Saint Luke drawing the Virgin
Dieric Bouts the elder (Haarlem c.1415 – Louvain 1475)
Legend has it that the apostle and evangelist Saint Luke painted the Virgin, possibly from a vision. The subject of Saint Luke, patron saint of painters (as well as physicians), seen depicting the Virgin was popular with 15th century Netherlandish artists and would often have been commissioned in mediaeval times by the painters' Guilds of St Luke and their academies and paintings of which are found in chapels dedicated to the saint. In this painting Luke, which also may be a self-portrait of the artist, if not a member of the confraternity that commissioned the picture, is shown standing, with one knee bent, on a tiled floor, making a preliminary drawing, in silverpoint, of the Virgin, who appears next to him in corporeal form with the Christ Child who is not being breast-fed but being offered a piece of fruit. His prepared painted panel stands on an easel in his room, seen though a door on the right of the picture and a landscape can be seen through an arcade in the centre. It is derived from a painting of the same subject by Rogier van der Weyden, painted about 1435, in Brussels, a prime example of which is in Boston Museum of Fine Arts, and ultimately derives from Van Eyck's 'Virgin and Child with Chancellor Rolin' in the Louvre. It was bought about 1850 by Edward, Lord Penrhyn, from Mr Scoltock (tutor of his sons), who had bought it whilst travelling abroad with the late Lord Ashburton. Lord Penrhyn gave about £100 or so for it, and ‘never cared for it at all’. In 1899, being in a bad state, it was found necessary to transfer it from panel to canvas, when it was discovered that the picture had been much repaired some time ago, several white patches appearing where the paint had been restored, but the heads and figures and all important parts of the picture were intact.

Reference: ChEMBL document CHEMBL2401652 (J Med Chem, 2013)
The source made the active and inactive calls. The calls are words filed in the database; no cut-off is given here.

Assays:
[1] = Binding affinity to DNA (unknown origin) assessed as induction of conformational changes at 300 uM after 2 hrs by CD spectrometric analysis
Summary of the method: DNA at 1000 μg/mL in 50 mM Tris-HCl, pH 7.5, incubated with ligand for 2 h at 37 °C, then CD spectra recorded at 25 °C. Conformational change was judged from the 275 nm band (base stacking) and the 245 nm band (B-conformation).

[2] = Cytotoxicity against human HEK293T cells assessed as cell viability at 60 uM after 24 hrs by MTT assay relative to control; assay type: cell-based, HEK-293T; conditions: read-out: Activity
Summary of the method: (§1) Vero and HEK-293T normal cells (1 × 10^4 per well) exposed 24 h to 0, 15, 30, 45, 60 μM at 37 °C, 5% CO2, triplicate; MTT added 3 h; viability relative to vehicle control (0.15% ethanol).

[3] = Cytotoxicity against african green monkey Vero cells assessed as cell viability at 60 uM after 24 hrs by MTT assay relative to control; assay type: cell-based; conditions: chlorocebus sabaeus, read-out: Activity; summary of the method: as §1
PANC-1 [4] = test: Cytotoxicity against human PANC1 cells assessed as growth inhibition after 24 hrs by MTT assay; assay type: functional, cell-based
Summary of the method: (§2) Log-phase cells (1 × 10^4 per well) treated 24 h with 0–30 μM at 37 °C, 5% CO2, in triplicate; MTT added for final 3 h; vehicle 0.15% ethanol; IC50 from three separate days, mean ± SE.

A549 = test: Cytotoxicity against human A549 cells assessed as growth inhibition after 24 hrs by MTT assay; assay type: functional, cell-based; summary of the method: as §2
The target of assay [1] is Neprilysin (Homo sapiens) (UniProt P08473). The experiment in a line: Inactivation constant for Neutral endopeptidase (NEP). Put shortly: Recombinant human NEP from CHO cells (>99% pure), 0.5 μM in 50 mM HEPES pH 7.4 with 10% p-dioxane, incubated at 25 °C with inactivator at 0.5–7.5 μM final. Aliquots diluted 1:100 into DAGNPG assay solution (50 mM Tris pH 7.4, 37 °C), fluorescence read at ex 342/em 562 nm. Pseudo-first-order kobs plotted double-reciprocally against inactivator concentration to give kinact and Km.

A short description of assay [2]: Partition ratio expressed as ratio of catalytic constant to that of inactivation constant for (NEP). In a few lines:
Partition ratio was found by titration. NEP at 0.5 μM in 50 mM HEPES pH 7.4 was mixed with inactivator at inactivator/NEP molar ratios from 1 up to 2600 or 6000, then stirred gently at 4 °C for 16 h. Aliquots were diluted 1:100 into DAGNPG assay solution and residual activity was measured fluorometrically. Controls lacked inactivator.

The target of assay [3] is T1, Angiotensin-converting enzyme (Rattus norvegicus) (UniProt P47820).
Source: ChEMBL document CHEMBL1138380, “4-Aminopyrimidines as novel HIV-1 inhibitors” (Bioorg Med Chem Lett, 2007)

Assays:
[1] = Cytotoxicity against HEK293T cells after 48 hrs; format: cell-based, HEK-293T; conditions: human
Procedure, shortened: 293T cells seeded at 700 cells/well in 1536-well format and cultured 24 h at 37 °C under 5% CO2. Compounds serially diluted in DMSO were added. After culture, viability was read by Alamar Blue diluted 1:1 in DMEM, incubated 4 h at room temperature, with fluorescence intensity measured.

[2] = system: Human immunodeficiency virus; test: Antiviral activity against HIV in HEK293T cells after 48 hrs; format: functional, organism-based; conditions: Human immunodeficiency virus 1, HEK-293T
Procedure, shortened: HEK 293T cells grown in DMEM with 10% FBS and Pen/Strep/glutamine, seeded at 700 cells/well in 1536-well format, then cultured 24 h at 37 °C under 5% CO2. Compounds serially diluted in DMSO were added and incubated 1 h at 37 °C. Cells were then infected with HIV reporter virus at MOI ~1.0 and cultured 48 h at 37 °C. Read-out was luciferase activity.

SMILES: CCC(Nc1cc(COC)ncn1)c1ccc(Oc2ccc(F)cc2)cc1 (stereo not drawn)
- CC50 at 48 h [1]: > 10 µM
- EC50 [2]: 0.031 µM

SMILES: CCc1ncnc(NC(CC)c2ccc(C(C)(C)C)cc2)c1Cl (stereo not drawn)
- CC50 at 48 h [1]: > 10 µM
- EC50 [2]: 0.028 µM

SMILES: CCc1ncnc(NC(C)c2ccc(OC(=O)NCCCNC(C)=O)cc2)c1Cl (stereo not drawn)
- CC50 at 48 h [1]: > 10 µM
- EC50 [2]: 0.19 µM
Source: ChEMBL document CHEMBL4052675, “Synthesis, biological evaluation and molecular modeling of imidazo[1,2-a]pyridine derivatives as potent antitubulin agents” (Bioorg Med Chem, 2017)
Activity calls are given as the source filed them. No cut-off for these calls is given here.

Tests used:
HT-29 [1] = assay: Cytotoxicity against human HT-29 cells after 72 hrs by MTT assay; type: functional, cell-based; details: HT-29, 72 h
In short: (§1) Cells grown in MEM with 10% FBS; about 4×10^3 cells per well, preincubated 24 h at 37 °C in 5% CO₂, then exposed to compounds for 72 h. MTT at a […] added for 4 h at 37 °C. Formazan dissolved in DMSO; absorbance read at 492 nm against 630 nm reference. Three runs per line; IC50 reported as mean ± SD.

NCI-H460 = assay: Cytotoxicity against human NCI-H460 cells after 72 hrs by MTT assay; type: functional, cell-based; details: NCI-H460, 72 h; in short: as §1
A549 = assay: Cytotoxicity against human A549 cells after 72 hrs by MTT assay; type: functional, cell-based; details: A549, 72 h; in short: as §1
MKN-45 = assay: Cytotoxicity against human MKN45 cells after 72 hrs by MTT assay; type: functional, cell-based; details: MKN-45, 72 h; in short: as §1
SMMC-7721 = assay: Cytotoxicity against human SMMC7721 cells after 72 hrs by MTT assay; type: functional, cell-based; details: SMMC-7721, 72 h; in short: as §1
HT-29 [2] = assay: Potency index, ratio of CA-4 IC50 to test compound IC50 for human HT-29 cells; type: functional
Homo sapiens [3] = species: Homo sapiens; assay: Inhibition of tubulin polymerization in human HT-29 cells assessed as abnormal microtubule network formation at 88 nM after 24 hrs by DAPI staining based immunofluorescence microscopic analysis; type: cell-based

Oil and tempera painting on canvas (transferred from panel in 1899), Saint Luke drawing the Virgin, Dieric Bouts the elder (Haarlem c.1415 – Louvain 1475). The subject of Saint Luke, patron saint of painters, seen depicting the Virgin was popular with 15th-century Netherlandish artists and would often have been commissioned by the painters' Guild of St Luke. Tiled floor; landscape through arcade; view through door right. It is derived from Rogier van der Weyden, an example of which is in Boston Museum of Fine Arts, and ultimately from Van Eyck's 'Virgin and Child with Chancellor Rolin' in the Louvre.
Purchased by Colonel the Hon. Edward Douglas-Pennant, 1st Baron Penrhyn of Llandegai (1800 – 1886) in around 1850 from Mr Scoltock (tutor of his sons) who had bought it abroad whilst travelling with Lord Ashburton, but 'never cared for it at all'; on loan from the Trustees of the Penrhyn Settled Estates
Makers and roles
Dieric Bouts the elder (Haarlem c.1415 – Louvain 1475), artist